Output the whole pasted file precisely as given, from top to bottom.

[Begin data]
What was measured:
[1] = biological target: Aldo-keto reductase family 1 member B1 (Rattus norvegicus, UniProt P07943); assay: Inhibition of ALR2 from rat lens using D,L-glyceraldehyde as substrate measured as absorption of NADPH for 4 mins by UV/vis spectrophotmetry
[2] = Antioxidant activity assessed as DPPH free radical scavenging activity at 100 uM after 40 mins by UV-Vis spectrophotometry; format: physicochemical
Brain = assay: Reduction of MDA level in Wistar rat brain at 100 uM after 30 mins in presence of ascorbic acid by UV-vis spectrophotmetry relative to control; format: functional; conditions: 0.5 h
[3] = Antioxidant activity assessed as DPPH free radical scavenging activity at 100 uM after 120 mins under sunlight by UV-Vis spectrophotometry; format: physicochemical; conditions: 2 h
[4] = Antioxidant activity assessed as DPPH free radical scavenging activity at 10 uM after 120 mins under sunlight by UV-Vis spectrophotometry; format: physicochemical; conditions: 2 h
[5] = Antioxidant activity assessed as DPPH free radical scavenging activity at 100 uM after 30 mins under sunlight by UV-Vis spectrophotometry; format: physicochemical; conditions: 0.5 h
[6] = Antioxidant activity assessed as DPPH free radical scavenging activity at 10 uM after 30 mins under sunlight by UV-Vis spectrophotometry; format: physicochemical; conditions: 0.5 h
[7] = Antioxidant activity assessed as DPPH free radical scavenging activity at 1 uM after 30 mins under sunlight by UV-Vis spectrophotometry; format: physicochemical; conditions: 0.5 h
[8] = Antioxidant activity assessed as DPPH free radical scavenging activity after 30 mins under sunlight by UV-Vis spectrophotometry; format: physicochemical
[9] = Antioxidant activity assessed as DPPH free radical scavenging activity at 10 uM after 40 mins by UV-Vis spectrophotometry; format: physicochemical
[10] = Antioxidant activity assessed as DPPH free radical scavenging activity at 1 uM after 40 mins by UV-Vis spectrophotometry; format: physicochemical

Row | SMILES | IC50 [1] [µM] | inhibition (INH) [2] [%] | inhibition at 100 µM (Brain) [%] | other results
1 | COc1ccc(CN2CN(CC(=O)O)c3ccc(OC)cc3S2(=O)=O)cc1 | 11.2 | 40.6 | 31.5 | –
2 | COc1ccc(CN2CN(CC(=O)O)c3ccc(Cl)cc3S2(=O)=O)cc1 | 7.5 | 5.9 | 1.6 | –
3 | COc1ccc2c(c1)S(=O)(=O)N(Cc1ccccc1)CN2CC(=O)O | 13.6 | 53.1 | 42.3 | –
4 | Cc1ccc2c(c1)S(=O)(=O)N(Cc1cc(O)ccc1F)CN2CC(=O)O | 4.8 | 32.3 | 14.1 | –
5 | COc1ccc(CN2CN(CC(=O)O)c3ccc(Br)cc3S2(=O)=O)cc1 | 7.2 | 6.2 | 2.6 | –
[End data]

What was measured:
[1] = biological target: Aldo-keto reductase family 1 member B1 (Rattus norvegicus, UniProt P07943); assay: Inhibition of ALR2 from rat lens using D,L-glyceraldehyde as substrate measured as absorption of NADPH for 4 mins by UV/vis spectrophotmetry
[2] = Antioxidant activity assessed as DPPH free radical scavenging activity at 100 uM after 40 mins by UV-Vis spectrophotometry; format: physicochemical
Brain = assay: Reduction of MDA level in Wistar rat brain at 100 uM after 30 mins in presence of ascorbic acid by UV-vis spectrophotmetry relative to control; format: functional; conditions: 0.5 h
[3] = Antioxidant activity assessed as DPPH free radical scavenging activity at 100 uM after 120 mins under sunlight by UV-Vis spectrophotometry; format: physicochemical; conditions: 2 h
[4] = Antioxidant activity assessed as DPPH free radical scavenging activity at 10 uM after 120 mins under sunlight by UV-Vis spectrophotometry; format: physicochemical; conditions: 2 h
[5] = Antioxidant activity assessed as DPPH free radical scavenging activity at 100 uM after 30 mins under sunlight by UV-Vis spectrophotometry; format: physicochemical; conditions: 0.5 h
[6] = Antioxidant activity assessed as DPPH free radical scavenging activity at 10 uM after 30 mins under sunlight by UV-Vis spectrophotometry; format: physicochemical; conditions: 0.5 h
[7] = Antioxidant activity assessed as DPPH free radical scavenging activity at 1 uM after 30 mins under sunlight by UV-Vis spectrophotometry; format: physicochemical; conditions: 0.5 h
[8] = Antioxidant activity assessed as DPPH free radical scavenging activity after 30 mins under sunlight by UV-Vis spectrophotometry; format: physicochemical
[9] = Antioxidant activity assessed as DPPH free radical scavenging activity at 10 uM after 40 mins by UV-Vis spectrophotometry; format: physicochemical
[10] = Antioxidant activity assessed as DPPH free radical scavenging activity at 1 uM after 40 mins by UV-Vis spectrophotometry; format: physicochemical

Row | SMILES | IC50 [1] [µM] | inhibition (INH) [2] [%] | inhibition at 100 µM (Brain) [%] | other results
1 | COc1ccc(CN2CN(CC(=O)O)c3ccc(OC)cc3S2(=O)=O)cc1 | 11.2 | 40.6 | 31.5 | –
2 | COc1ccc(CN2CN(CC(=O)O)c3ccc(Cl)cc3S2(=O)=O)cc1 | 7.5 | 5.9 | 1.6 | –
3 | COc1ccc2c(c1)S(=O)(=O)N(Cc1ccccc1)CN2CC(=O)O | 13.6 | 53.1 | 42.3 | –
4 | Cc1ccc2c(c1)S(=O)(=O)N(Cc1cc(O)ccc1F)CN2CC(=O)O | 4.8 | 32.3 | 14.1 | –
5 | COc1ccc(CN2CN(CC(=O)O)c3ccc(Br)cc3S2(=O)=O)cc1 | 7.2 | 6.2 | 2.6 | –